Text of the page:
Journal of Arts & Ideas, no. 12-13 (Jan-June 1987) p. 15.

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On the Staging of The

Ascent of Fujiyama



AM fascinated by the writers of the socialist countries now because I think they are doing exactly what the rest of the world thinks they are not doing. They are grappling with problems which the West is supposed to be concerned about — the psychological man, inner problems, inner tensions ... that sort of thing. The entire Western world has not come up with anything substantial or concrete in tepns of actual work in this domain. It has happened in Latin America to some extent and it is going to happen in our country in the next decade or so. And for that to happen where do you get the clues ? I mean, where do you find the parallels ? In the socialist countries. There, after the initial phase of positivist trends, they have come out into the open. They are now willing to discuss all these problems. Whether they like it or not is a debate that is going on in the context of socialism, and this the West is not willing to accept. The debate itself is as relevant to us as it is to them, but the context makes all the difference. Because of the context of socialism they can be more precise, they can be freer in turning it upside down, looking at it this way or that.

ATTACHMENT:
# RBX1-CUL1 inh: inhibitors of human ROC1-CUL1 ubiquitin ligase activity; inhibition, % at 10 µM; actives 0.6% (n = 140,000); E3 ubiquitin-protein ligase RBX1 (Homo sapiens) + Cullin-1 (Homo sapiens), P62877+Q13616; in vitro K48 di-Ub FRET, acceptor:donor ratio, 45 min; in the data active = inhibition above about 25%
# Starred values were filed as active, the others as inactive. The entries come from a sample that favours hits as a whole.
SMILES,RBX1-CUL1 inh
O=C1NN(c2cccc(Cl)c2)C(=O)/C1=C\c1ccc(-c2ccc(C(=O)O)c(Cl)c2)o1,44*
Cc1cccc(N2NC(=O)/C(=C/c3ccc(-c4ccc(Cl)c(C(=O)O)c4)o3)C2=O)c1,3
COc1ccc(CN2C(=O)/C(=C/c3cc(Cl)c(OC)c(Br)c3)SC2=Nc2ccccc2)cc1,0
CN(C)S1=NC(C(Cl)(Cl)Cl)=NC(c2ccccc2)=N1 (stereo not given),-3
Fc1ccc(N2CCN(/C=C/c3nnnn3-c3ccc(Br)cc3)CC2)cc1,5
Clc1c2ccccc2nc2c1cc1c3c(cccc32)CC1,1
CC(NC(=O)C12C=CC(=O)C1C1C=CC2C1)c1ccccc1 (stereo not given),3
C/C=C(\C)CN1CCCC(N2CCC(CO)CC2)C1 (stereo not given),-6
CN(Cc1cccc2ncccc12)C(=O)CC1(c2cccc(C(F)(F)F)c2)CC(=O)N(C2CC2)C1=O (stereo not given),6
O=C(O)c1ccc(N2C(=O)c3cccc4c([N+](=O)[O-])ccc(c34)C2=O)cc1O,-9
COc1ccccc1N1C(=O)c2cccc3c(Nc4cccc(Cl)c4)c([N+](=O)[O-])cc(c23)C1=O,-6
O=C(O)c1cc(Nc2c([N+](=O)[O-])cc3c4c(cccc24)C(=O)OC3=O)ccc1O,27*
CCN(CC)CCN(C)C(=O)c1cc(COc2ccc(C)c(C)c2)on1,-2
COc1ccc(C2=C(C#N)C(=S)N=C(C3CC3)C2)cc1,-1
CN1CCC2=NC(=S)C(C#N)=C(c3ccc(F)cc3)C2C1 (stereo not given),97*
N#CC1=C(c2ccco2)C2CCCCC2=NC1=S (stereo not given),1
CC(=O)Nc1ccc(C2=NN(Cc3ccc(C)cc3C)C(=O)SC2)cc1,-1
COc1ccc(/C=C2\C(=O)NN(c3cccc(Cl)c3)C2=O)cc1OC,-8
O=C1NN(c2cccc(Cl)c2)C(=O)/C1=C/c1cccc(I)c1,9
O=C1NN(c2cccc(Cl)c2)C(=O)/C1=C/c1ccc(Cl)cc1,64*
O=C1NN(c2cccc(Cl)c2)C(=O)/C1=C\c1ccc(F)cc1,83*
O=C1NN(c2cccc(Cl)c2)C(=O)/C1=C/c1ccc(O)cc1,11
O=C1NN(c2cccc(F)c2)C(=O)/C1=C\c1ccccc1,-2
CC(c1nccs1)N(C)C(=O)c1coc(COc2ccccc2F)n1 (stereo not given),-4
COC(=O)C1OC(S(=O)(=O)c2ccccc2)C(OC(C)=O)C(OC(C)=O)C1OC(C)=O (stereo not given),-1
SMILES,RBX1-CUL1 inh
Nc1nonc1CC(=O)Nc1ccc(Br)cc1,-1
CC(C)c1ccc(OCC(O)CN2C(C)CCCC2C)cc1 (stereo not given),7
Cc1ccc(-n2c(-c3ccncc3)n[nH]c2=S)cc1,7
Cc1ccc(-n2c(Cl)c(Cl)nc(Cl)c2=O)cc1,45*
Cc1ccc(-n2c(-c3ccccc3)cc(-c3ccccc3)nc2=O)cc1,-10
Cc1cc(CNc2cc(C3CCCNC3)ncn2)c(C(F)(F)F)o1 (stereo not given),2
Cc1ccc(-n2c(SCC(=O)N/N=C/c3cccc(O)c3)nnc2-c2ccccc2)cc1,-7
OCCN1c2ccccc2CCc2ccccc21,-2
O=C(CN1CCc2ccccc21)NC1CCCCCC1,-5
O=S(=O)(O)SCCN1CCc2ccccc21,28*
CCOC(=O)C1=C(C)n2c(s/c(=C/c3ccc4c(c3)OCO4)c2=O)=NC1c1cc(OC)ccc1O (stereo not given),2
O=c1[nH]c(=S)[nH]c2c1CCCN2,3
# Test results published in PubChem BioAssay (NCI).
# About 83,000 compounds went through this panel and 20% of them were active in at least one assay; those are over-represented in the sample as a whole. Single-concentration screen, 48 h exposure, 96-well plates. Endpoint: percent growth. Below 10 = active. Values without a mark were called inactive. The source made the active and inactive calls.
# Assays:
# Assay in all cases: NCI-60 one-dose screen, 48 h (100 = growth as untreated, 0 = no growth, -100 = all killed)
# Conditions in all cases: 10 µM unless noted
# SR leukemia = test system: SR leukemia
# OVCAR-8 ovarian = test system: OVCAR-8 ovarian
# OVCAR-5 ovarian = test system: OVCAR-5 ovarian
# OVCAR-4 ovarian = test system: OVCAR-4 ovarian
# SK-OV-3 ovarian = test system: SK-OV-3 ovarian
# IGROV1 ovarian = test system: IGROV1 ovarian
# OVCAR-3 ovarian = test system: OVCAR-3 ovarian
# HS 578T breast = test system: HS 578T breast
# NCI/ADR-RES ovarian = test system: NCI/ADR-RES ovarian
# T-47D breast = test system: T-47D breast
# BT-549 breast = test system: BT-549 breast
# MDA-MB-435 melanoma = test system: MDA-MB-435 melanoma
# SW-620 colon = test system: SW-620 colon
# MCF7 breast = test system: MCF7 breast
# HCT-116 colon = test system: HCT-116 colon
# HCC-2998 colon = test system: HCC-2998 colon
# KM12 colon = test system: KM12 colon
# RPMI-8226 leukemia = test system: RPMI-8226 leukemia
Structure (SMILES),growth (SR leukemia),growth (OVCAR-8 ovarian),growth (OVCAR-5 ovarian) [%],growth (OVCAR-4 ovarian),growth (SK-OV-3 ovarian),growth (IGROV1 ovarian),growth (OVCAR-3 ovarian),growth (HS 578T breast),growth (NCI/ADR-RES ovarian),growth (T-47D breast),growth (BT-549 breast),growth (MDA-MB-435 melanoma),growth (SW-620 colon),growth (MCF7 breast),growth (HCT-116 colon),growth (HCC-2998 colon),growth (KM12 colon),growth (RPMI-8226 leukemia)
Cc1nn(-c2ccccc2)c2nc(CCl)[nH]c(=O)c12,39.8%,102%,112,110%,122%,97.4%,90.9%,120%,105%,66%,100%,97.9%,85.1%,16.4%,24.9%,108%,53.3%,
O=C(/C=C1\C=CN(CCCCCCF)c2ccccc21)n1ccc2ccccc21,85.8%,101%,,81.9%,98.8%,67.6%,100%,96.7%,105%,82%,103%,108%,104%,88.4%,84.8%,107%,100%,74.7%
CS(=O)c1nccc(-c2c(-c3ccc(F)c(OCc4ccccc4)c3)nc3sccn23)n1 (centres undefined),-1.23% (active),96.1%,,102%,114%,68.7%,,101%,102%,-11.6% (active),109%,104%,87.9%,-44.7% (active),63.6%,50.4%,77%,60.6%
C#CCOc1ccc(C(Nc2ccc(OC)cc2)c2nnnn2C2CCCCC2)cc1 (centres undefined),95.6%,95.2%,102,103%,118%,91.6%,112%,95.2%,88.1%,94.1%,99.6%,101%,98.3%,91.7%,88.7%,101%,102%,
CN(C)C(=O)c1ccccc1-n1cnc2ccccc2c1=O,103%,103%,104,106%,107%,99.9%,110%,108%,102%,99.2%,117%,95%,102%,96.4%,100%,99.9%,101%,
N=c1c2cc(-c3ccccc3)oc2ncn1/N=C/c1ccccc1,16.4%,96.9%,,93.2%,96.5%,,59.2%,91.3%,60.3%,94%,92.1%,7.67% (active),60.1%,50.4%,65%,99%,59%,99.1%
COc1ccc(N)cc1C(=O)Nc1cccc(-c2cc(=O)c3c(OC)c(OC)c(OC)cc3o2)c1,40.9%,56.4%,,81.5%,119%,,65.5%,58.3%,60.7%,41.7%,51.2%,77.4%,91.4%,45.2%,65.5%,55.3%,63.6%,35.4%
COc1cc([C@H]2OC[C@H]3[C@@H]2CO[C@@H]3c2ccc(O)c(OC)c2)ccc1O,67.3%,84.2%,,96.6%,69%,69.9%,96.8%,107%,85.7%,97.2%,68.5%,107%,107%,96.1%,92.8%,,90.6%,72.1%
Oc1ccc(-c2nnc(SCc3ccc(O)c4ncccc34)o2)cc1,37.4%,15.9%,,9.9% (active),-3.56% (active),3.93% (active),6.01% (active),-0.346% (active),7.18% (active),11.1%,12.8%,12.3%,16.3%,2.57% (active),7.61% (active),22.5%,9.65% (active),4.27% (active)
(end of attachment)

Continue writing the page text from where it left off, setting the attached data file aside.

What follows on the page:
I feel I have a lot to learn, especially from this particular playwright (ChingizAitmatov), because he, apart from being a product of a socialist system, also belongs to one of the most backward regions of the Soviet Union, a Muslim area and is a first generation urban. So his personal background is characteristic of many things we have in India. I am a Brahmin trying to break away from traditional mores and yet trying to bring both the worlds together—the urban world, the urban consciousness and my background. So the problem I face is in dealing with questions such as marriage and morals; how do you actually overcome some of your hang-ups ? To overcome it in terms of your broad political understanding is one thing, but this understanding actually getting under your skin TS something else.

Journal of Arts & Ideas 15 * Prasanna staged the play The Ascent of Fujiyama, translated into Hindi by Bhisham Sahni, in December 1985, at the National School of Drama.

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